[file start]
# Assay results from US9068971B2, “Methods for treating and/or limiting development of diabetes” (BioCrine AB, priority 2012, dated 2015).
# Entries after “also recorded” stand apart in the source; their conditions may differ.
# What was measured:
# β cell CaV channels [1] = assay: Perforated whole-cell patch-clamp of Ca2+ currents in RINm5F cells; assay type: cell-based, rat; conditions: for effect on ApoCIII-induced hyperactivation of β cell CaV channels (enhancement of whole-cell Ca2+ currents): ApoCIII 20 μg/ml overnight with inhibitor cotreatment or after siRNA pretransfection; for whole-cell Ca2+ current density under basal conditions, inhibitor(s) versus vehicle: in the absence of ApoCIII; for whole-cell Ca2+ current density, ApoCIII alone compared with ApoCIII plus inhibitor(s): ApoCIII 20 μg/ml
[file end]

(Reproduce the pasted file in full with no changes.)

# Assay results from US9068971B2, “Methods for treating and/or limiting development of diabetes” (BioCrine AB, priority 2012, dated 2015).
# Entries after “also recorded” stand apart in the source; their conditions may differ.
# What was measured:
# β cell CaV channels [1] = assay: Perforated whole-cell patch-clamp of Ca2+ currents in RINm5F cells; assay type: cell-based, rat; conditions: for effect on ApoCIII-induced hyperactivation of β cell CaV channels (enhancement of whole-cell Ca2+ currents): ApoCIII 20 μg/ml overnight with inhibitor cotreatment or after siRNA pretransfection; for whole-cell Ca2+ current density under basal conditions, inhibitor(s) versus vehicle: in the absence of ApoCIII; for whole-cell Ca2+ current density, ApoCIII alone compared with ApoCIII plus inhibitor(s): ApoCIII 20 μg/ml